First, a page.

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UM enrolls most diverse freshman class in a decade

Kim Kozlowski
The Detroit News

Ann Arbor – — Following years of turmoil over diversity at the University of Michigan, the face of the incoming freshman class is changing.

The university reported Monday that enrollment on the Ann Arbor campus totals 43,651 students in fall 2015, including 6,071 freshmen. Underrepresented minorities make up 12.8 percent of the incoming freshman class, the largest percentage since 2005, when it was 13.8 percent. Last year, underrepresented minorities made up 10 percent of the incoming class.

Hispanics make up UM's largest minority group among freshmen, as well as the overall student body.

The nearly 3 percent increase in this year's incoming minority freshmen comes nearly a decade after voters approved a 2006 constitutional amendment that banned affirmative action in higher education admissions. That law survived a legal challenge taken to the U.S. Supreme Court last year.

University officials attributed the increase to several factors, including more emphasis on high school recruiting and accepting fewer early enrollments, which allows more time for underrepresented students to get their applications considered.

"The campus — admissions, financial aid, recruitment teams and our partners across the university — worked together in response to the charge to achieve our target class size and find ways, consistent with state law, to bring further diversity to our student body with this class," said Kedra Ishop, associate vice president for enrollment management. "We are pleased with the progress and want to continue our forward momentum in 2016."

UM's new enrollment figures come after protesters, frustrated by the lack of diversity on campus, staged demonstrations, including two before the University of Michigan Board of Regents meetings. Eight people, led by the activist group By Any Mean Necessary, were arrested during the April protest and will make their first court appearance on Wednesday.

Local BAMN leaders said while the increase is modest, it's critical.

"It is a victory of the movement," said Kate Stenvig, a BAMN organizer. "BAMN's leadership on the campus is making clear that we're not going to accept the same business as usual routine of talking about diversity but not doing anything."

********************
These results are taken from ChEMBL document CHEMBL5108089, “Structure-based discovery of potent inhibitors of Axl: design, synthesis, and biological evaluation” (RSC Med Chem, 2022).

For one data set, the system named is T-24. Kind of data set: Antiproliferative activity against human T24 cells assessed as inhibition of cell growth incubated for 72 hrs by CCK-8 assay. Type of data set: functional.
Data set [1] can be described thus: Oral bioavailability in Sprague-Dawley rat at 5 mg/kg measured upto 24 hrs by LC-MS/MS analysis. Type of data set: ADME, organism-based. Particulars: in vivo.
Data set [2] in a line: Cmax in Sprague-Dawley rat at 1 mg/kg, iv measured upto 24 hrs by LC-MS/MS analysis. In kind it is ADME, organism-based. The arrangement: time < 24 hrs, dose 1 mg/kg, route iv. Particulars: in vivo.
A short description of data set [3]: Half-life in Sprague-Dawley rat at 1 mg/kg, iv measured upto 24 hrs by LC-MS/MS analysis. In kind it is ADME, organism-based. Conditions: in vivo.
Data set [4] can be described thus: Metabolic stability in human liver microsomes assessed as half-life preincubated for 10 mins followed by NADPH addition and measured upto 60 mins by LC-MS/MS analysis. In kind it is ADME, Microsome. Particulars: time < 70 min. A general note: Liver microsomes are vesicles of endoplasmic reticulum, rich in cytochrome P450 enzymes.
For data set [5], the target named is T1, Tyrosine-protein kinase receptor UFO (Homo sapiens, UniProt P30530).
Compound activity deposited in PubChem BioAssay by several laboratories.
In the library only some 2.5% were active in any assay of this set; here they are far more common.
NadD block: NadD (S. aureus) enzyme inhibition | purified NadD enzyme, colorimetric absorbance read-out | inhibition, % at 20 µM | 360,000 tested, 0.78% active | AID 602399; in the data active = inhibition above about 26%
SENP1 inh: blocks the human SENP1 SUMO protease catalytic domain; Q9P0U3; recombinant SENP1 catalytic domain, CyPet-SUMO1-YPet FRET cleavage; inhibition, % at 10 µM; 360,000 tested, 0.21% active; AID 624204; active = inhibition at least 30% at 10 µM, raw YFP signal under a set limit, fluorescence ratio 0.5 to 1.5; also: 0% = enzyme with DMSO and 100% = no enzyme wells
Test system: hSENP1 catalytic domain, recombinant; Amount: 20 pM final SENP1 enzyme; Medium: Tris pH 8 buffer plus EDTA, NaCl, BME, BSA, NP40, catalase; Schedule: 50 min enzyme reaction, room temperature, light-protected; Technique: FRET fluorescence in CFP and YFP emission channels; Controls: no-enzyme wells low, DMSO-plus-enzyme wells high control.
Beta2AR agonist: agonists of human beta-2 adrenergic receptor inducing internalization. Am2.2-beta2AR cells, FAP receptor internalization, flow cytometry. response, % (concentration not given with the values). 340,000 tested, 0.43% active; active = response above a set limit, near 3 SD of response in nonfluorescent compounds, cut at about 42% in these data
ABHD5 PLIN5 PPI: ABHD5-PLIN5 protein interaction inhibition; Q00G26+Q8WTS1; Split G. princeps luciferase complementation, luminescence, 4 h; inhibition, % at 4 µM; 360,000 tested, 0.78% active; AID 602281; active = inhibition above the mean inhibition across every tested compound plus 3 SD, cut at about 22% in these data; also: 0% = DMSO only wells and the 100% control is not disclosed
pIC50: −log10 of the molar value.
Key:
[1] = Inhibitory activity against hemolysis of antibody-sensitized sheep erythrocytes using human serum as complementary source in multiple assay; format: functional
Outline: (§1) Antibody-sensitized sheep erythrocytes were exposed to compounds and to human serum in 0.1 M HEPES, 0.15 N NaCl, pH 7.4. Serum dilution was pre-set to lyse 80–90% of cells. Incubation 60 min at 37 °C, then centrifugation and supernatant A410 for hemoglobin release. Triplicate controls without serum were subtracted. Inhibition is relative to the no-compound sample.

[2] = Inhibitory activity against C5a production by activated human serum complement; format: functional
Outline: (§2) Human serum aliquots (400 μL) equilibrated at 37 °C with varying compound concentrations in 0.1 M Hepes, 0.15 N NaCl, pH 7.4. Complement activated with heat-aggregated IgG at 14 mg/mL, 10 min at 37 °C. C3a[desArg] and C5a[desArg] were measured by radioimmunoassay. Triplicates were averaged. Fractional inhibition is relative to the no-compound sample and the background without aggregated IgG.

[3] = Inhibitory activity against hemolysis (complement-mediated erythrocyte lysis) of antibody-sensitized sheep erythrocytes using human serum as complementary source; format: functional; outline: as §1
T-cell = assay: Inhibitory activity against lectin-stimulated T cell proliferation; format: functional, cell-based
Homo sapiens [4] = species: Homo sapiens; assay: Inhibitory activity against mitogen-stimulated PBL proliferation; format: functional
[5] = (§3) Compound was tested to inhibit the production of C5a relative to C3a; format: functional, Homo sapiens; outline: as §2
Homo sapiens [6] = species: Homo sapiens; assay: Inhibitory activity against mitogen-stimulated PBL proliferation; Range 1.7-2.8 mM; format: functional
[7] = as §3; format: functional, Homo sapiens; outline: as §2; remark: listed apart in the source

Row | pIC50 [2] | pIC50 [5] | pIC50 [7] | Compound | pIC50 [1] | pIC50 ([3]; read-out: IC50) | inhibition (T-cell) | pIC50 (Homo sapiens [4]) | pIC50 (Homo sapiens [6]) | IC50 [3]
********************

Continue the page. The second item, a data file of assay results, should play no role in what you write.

In raw numbers, underrepresented minorities in UM's incoming freshman class total 746 students. Of those, the largest group is Hispanics — with 344 students — followed by African-Americans, with 298 students. Overall, the total number minority students at UM is 4,525 students, or about 10 percent. Hispanics are the largest group, with 2,028 students. The number of black students on campus is 1,801.

Callie Munn, a junior, and Lydia Munn, a senior, both from Detroit, on the campus of the University of Michigan in Ann Arbor on Monday.

Several factors contributed to the increase in incoming freshman minority students, UM spokesman Rick Fitzgerald said. Among them: The university deliberately did not exceed targeted numbers for the freshman class, typically around 6,000. That meant UM did not accept as many early enrollment applications, which allows underrepresented students more time to get their applications in the mix, he said.

"Underrepresented minority students and lower socioeconomic students tend to take a bit more time to complete their applications," Fitzgerald said. "By not admitting as many students in early admissions, we had more of those completed admissions applications in hand."

The university also worked to reach out to high school students around the state and to make underrepresented students more aware of financial help that's available after they're accepted, Fitzgerald added.

Enrollment broken down by race of this year's freshman enrollment at Wayne State University was not available. But at Michigan State University, preliminary figures showed freshmen minority student enrollment was up 0.4 percent from fall 2014, said MSU spokesman Jason Cody.

UM President Mark Schlissel has said on numerous occasions that diversity is crucial to UM, and he has launched a strategic planning process to come up with ways to better diversify the campus that includes a 10-day diversity summit next month.

Just last week, before the Detroit Economic Club and several times before that, he said UM cannot be a great university without diversity.

A campuswide assembly will be held Nov. 10 at Rackham Auditorium to discuss ways to improve diversity. That meeting will kick off a series of private and public events from Nov. 4-13.